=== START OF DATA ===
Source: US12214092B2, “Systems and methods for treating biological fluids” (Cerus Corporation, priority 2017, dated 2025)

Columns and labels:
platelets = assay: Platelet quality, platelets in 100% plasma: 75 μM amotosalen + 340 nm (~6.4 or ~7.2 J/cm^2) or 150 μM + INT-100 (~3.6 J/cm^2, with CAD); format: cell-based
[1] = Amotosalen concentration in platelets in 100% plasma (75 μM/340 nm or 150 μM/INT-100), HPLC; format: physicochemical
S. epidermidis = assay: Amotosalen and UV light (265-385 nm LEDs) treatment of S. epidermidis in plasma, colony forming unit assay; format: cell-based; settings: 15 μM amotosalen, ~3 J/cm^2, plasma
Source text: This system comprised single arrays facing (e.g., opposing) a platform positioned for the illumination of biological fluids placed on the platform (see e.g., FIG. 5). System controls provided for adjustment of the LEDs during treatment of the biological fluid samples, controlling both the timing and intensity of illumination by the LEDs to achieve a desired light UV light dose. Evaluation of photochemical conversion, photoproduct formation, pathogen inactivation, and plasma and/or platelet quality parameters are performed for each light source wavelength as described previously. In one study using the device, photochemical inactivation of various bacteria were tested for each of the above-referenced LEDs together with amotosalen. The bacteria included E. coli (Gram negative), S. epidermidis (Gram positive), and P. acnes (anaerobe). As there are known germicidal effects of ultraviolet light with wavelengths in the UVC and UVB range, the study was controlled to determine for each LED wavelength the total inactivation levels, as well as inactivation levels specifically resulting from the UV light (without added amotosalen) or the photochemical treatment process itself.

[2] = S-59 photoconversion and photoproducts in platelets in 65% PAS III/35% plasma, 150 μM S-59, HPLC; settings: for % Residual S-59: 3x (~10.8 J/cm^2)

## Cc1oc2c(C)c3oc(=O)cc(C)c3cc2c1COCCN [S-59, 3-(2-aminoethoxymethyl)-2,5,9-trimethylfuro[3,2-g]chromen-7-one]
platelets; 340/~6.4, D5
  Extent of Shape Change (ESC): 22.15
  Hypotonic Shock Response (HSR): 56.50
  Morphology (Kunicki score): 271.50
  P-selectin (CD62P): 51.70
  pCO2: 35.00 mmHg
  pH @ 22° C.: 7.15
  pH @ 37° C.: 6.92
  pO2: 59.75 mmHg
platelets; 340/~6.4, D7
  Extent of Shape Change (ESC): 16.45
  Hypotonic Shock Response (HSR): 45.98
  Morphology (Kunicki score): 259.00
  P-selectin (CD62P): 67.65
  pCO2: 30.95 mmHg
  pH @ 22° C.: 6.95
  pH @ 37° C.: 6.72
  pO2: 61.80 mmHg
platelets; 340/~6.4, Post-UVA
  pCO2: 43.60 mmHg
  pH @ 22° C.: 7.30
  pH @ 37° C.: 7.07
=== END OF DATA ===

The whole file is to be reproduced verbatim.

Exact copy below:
Source: US12214092B2, “Systems and methods for treating biological fluids” (Cerus Corporation, priority 2017, dated 2025)

Columns and labels:
platelets = assay: Platelet quality, platelets in 100% plasma: 75 μM amotosalen + 340 nm (~6.4 or ~7.2 J/cm^2) or 150 μM + INT-100 (~3.6 J/cm^2, with CAD); format: cell-based
[1] = Amotosalen concentration in platelets in 100% plasma (75 μM/340 nm or 150 μM/INT-100), HPLC; format: physicochemical
S. epidermidis = assay: Amotosalen and UV light (265-385 nm LEDs) treatment of S. epidermidis in plasma, colony forming unit assay; format: cell-based; settings: 15 μM amotosalen, ~3 J/cm^2, plasma
Source text: This system comprised single arrays facing (e.g., opposing) a platform positioned for the illumination of biological fluids placed on the platform (see e.g., FIG. 5). System controls provided for adjustment of the LEDs during treatment of the biological fluid samples, controlling both the timing and intensity of illumination by the LEDs to achieve a desired light UV light dose. Evaluation of photochemical conversion, photoproduct formation, pathogen inactivation, and plasma and/or platelet quality parameters are performed for each light source wavelength as described previously. In one study using the device, photochemical inactivation of various bacteria were tested for each of the above-referenced LEDs together with amotosalen. The bacteria included E. coli (Gram negative), S. epidermidis (Gram positive), and P. acnes (anaerobe). As there are known germicidal effects of ultraviolet light with wavelengths in the UVC and UVB range, the study was controlled to determine for each LED wavelength the total inactivation levels, as well as inactivation levels specifically resulting from the UV light (without added amotosalen) or the photochemical treatment process itself.

[2] = S-59 photoconversion and photoproducts in platelets in 65% PAS III/35% plasma, 150 μM S-59, HPLC; settings: for % Residual S-59: 3x (~10.8 J/cm^2)

## Cc1oc2c(C)c3oc(=O)cc(C)c3cc2c1COCCN [S-59, 3-(2-aminoethoxymethyl)-2,5,9-trimethylfuro[3,2-g]chromen-7-one]
platelets; 340/~6.4, D5
  Extent of Shape Change (ESC): 22.15
  Hypotonic Shock Response (HSR): 56.50
  Morphology (Kunicki score): 271.50
  P-selectin (CD62P): 51.70
  pCO2: 35.00 mmHg
  pH @ 22° C.: 7.15
  pH @ 37° C.: 6.92
  pO2: 59.75 mmHg
platelets; 340/~6.4, D7
  Extent of Shape Change (ESC): 16.45
  Hypotonic Shock Response (HSR): 45.98
  Morphology (Kunicki score): 259.00
  P-selectin (CD62P): 67.65
  pCO2: 30.95 mmHg
  pH @ 22° C.: 6.95
  pH @ 37° C.: 6.72
  pO2: 61.80 mmHg
platelets; 340/~6.4, Post-UVA
  pCO2: 43.60 mmHg
  pH @ 22° C.: 7.30
  pH @ 37° C.: 7.07